Sydney responded by stating that his poop has created a mini-ecosystem as the flies land on the poop, and then lizards come out and eat the flies. Carefully I went up, then breathed a huge sigh of relief as a grabbed the savior hold. At this point, I should like to comment on Sydney's belay style. Sydney has the gift of keeping moderate tension on me when I am leading or clipping a bolt, but when I say "watch me", he pays out a few feet of slack. As I crank up my right foot, my left pops and I go yelling down a thirty foot cheese grater. As I fall, I instantly become conscious that I am falling onto a quarter inch bolt, and also conscious that my palm is being removed as I attempt to prevent my face from hitting the slab. When I stop, I look right and see Sydney, grinning happily at the excitement before him (much like on tv). The bolt held, but I look down and see blood pouring from the new wound in my hand. "Put some chalk on it," Sydney says, and I am left with a blood-chalk pulpy paste where my skin used to be. Sydney lowers me, and I doctor my hand with what supplies we have. The smell jars my memory, I look down and see this huge brown-black spray-sludge all over the ledge below us (which happens to be a thank-god hold for the second pitch).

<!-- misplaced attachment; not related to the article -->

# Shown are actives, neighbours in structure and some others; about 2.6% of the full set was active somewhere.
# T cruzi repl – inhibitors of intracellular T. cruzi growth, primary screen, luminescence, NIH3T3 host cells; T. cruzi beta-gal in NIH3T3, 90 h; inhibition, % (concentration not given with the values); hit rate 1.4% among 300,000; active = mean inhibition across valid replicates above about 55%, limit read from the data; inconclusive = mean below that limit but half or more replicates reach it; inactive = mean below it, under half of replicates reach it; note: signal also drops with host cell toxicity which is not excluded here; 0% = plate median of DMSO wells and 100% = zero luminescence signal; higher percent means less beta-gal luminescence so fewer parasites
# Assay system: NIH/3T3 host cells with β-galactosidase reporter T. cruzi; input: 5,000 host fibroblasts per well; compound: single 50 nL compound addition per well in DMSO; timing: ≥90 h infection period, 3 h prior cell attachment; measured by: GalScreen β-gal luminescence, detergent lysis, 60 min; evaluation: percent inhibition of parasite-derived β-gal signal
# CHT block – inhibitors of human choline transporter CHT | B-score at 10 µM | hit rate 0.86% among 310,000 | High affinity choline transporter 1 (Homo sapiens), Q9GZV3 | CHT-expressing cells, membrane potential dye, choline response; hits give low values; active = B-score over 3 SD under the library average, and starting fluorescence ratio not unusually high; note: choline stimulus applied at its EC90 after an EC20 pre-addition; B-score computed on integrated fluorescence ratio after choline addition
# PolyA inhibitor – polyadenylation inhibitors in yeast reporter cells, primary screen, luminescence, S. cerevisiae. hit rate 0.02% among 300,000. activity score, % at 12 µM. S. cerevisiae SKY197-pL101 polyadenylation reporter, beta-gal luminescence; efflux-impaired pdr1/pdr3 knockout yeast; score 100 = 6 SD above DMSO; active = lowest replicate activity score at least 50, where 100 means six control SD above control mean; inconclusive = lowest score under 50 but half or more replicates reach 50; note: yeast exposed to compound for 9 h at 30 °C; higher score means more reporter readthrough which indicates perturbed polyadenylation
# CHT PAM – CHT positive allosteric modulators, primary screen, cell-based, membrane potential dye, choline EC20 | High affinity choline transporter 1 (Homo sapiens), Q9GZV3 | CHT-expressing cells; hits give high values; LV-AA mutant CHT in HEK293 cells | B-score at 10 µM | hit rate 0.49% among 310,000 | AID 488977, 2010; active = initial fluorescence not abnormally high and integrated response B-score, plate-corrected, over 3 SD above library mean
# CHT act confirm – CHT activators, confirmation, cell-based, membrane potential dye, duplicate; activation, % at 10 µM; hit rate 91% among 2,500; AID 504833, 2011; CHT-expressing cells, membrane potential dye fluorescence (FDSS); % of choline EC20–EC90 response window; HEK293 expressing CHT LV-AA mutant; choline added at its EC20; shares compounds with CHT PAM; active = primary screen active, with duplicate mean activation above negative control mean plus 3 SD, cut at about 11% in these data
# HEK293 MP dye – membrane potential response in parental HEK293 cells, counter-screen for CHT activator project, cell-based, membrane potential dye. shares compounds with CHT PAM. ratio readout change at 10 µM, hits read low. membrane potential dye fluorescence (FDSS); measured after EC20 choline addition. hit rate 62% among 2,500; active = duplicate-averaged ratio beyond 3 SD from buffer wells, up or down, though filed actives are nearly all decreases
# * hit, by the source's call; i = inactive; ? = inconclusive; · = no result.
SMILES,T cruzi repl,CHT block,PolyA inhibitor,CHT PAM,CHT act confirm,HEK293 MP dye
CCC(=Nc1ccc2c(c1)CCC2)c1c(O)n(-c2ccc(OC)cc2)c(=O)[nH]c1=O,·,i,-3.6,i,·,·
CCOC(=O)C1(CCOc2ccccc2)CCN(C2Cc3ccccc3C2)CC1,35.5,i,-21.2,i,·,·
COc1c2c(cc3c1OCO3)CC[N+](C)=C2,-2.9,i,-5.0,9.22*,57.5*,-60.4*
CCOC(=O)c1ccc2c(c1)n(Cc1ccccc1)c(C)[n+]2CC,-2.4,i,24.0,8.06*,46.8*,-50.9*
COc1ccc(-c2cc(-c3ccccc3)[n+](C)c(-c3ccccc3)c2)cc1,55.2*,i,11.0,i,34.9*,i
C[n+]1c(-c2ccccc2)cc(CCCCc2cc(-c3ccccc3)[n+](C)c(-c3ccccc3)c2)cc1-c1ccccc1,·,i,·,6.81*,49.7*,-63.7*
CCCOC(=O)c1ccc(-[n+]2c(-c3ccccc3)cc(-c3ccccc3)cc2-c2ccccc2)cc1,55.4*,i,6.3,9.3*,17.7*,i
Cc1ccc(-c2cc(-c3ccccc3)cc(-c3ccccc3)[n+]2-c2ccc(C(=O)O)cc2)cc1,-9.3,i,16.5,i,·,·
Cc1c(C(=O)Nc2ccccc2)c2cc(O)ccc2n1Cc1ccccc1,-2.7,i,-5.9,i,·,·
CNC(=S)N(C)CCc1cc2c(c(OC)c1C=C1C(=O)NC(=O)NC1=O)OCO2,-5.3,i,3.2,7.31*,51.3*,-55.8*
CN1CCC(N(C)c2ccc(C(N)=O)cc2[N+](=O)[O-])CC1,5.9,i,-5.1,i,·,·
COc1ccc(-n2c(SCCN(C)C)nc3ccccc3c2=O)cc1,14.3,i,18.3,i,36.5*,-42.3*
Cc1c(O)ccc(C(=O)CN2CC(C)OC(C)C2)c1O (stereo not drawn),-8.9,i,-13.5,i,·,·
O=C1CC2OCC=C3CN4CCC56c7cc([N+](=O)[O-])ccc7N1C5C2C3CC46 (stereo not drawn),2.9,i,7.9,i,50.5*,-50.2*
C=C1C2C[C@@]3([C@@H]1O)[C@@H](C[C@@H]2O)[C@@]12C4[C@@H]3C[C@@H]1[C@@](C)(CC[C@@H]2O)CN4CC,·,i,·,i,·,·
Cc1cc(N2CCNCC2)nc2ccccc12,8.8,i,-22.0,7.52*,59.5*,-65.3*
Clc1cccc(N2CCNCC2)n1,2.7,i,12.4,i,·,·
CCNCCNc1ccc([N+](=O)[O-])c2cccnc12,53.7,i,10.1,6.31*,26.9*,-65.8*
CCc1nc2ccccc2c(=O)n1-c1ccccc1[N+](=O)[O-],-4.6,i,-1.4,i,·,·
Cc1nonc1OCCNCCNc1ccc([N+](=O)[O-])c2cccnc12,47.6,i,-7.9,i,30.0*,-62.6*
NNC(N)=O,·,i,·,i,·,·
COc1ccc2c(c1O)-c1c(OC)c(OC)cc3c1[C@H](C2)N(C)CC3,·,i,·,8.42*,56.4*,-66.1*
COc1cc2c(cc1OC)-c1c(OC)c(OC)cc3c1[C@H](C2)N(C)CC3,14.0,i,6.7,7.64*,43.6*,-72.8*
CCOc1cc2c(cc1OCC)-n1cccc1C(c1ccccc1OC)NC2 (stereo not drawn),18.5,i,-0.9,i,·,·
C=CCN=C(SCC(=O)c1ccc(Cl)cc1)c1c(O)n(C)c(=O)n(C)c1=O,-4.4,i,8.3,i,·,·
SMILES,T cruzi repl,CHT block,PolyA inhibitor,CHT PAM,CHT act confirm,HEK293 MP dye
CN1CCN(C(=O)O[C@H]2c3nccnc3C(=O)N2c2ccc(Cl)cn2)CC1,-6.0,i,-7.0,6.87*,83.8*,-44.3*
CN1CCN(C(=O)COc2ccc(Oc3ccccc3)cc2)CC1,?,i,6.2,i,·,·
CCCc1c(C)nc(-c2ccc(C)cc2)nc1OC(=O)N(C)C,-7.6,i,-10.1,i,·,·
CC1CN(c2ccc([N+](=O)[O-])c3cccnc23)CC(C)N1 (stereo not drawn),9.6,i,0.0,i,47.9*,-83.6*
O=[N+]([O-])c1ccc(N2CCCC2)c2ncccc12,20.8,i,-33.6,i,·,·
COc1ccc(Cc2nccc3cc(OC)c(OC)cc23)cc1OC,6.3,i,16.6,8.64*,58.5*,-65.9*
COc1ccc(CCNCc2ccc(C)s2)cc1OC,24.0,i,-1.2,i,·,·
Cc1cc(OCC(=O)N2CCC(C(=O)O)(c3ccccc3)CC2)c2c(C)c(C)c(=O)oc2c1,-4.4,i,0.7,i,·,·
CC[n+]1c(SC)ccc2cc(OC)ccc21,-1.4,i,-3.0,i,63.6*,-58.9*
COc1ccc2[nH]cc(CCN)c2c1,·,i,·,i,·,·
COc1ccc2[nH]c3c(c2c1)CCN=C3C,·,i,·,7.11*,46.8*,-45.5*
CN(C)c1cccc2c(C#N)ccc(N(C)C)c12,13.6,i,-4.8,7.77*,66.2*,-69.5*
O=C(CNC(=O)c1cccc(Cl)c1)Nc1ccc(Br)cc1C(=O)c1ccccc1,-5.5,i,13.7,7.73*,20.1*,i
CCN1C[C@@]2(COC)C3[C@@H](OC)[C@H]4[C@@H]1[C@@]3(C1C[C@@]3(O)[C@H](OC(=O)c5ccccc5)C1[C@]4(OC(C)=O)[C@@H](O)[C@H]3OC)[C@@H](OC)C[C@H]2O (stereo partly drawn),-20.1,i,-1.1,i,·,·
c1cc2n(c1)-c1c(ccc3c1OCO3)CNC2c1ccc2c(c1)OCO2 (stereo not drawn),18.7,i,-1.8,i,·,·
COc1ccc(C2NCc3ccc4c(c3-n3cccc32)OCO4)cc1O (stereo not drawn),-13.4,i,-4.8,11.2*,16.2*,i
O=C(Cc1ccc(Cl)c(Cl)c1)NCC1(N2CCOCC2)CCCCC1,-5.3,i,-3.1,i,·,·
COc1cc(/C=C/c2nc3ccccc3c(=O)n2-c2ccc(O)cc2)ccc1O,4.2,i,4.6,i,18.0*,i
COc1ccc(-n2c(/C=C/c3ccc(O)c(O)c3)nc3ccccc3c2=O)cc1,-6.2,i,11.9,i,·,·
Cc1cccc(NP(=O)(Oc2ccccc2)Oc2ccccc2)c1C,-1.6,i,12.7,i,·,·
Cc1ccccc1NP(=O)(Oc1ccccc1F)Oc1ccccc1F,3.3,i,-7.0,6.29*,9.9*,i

We decide to bail and after cleaning the third pitch, Sydney kindly rappels first so that I can remove the belay. I insisted I rap first since it was his poop that made the belay so unpleasant. "No way, I've been breathing it longer than you have." Sydney says as he prepared to lower. I rap to find Sydney drinking his beer and looking through the provisions in my pack. We gather our gear and retreat beaten to the car. I put in my Radiohead CD, which Sydney quickly removes to make room for "Transmissions from the Planet Dog".

On the drive home, I make my tally. We bailed off of a completely casual climb, fouled it for any other parties wishing to do it, took lots of pictures, listened to the same tape 14 times before the batteries died, and I had completely reminded myself of why I hate climbing. When I got home, I curled up on the futon and drifted off... basking in the radiation of my faithful Television - my true love.

NOTICE: Some minor aspects of this story have been embellished, but it is largely fact, and I heed you to watch for Sydney at your crag.